It's a bright fall morning , and Baron Baptiste is giving instructions to a group of 20 or so preschoolers at Barefoot Books in Cambridge. The kids struggle through a series of yoga poses, each attempt at poise met with an equally unsteady loss of control resulting in myriad tumbles and near collisions. “Don't kick your neighbor,” Baptiste commands. He is here to plug his newly released children's book, My Daddy is a Pretzel, the latest offering in the multimillion-dollar, multimedia yoga empire he's built since starting to transform American yoga in the 1980s. A tranquil smile on his broad, tanned face, he is in a position he knows well: the eye of the storm.
Last summer, Baptiste and his business partner, Rolf Gates, co-owner of the Baptiste yoga studio in Boston, went to war after
Baptiste's sudden firing of Gates's wife, Mariam, then the studio manager, and three other employees. The firings stemmed from what Baptiste calls the mismanagement of the Boston studio, which he says Gates used to secretly plan and promote his own yoga company. It's an unlikely drama, part of a larger story that involves backbiting, conspiracy theories, sexual harassment accusations — even the Kennedys.
In February a jury is scheduled to hear the case of Baptiste v. Gates . Until then, many questions remain — among them, why would Baptiste, a man whose life has been steeped in a discipline intended to bring inner peace, take on the swagger of a corporate raider? And why would Gates be slapped with a lawsuit when the studio he was running seemed such a success? Baptiste claims he knows things about the management of the studio — and about Gates's plans — that justify his actions. Gates, who has countersued, denies any wrongdoing.
The yoga war has sent shock waves through the ranks of the city's most flexible and tranquil-seeming of citizens. “It's a situation that a lot of people feel sad about,” says one yoga teacher. “We were all comrades in arms, and it split right across a lot of different friendships. But it happened, and when something like this happens, people choose their sides.”
Baron Baptiste was born to be a yogi. His father, a former Mr. America, and mother helped bring yoga to this country. Baptiste grew up in San Francisco practicing yoga and working at his parents' health food store long before either thing was considered trendy. In his early twenties, he moved to Los Angeles and became a yoga teacher under Bikram Choudhury, who had invented his own form of yoga practiced in a room heated to 105 degrees. Baptiste eventually left Bikram in an acrimonious split that ended with Bikram critiquing Baptiste's methods. “He's not doing yoga,” Bikram said. “He's doing aerobic exercise. He's doing Jane Fonda.”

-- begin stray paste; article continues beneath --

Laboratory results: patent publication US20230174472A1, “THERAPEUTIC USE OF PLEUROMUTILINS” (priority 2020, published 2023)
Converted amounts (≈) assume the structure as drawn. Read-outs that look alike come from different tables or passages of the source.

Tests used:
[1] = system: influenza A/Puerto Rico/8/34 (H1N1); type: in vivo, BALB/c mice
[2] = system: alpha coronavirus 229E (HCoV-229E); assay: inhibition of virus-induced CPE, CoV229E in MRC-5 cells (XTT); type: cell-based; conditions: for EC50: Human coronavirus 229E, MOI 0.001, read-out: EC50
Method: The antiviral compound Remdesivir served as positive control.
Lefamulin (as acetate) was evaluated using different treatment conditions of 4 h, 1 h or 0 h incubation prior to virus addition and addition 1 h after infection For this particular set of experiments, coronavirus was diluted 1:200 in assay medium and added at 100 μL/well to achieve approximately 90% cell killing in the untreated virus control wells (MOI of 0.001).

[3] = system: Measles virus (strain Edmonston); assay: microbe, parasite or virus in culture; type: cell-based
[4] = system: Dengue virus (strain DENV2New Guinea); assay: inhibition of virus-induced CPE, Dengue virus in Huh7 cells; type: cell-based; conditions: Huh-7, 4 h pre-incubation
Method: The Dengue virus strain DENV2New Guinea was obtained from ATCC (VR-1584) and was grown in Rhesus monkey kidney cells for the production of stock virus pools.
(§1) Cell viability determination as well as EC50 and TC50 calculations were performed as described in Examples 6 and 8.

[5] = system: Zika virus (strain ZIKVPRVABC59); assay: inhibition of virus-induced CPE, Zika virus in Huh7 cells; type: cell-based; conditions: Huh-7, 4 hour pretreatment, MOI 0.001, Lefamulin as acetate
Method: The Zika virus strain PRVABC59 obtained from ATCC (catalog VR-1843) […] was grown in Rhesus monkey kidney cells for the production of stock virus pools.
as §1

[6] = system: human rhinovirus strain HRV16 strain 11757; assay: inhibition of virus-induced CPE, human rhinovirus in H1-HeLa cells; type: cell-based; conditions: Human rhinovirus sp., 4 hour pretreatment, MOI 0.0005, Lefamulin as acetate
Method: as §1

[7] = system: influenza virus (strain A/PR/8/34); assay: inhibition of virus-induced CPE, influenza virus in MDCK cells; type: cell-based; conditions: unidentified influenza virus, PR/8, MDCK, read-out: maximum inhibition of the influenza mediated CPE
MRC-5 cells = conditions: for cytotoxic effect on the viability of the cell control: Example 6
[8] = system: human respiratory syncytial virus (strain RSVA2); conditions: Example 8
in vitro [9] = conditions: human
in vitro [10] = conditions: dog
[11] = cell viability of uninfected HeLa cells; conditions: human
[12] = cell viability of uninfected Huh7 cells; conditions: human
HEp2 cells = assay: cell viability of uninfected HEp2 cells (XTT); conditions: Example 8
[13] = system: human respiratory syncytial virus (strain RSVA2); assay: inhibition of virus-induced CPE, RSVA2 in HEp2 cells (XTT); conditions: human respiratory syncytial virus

Baptiste went on to teach his classes in gyms, slowly eking out a living and beginning to make a name for himself as Hollywood's favorite yogi, with a celebrity client list that included Raquel Welch, Elizabeth Shue, and Helen Hunt. He was soon discovered by the owner of the Philadelphia Eagles, Jeffrey Lurie, who asked him to come to Philadelphia and work with the team. Baron piled his family into a car and headed east. He stayed in Philadelphia for four years, working with the Eagles and moonlighting as a yoga instructor.
During this time, Baptiste befriended Max Kennedy, Robert Kennedy's son and then an assistant district attorney in Philadelphia, and started getting invited to Hyannisport. Eventually, Kennedy encouraged Baptiste to open a studio in Cambridge and gave him seed money. One weekend in Hyannisport, Kennedy, Baptiste, and their wives signed an informal contract that set out the terms of the business agreement, which called for Kennedy to receive a share of the profits from any Baptiste studios in Boston.
Barely five years after the good-natured signing of the deal, Baptiste took Kennedy to court to render the business partnership void. Baptiste charged Kennedy with breaching the contract by, among other things, “engaging in unprofessional, harassing, and [wrongful] conduct with female staff” at the studio. In a counterclaim, Kennedy complained that Baptiste had “bragg[ed] to third parties that he would intimidate the Kennedys by making allegations that M. Kennedy engaged in unprofessional conduct to avoid their contractual and fiduciary obligations and/or to exact financial concessions from the Kennedys.”
Kennedy countered Baptiste's charge of harassment by saying that Baptiste himself had breached the contract, in part by “engaging in unprofessional conduct with students and/or instructors including making improper sexual advances to female students and having at least one sexual affair with a student.” Quietly settled last year, the dispute painted Baptiste as a vigilant protector of his profits.
Baptiste's business in Cambridge was booming from the outset, mainly because what he was offering was so new and different. He had transformed the ancient art of yoga into an intensely physical workout without all the fancy contortions and elaborate chanting. “If Baron wasn't doing something that was downright exciting that first year, you weren't in the class with him,” says Gates, who had come to Baptiste's classes from a background working as an Army Airborne Ranger, an emergency medical technician, and an addictions counselor before training to become a yoga teacher at the Kripalu Center in Lenox. “I remember watching Baron walk into a room and walk out, and I think he probably made $400 or $500 in that 90-minute period, and I'm like, that's a funding strategy. I could go a long way with that.”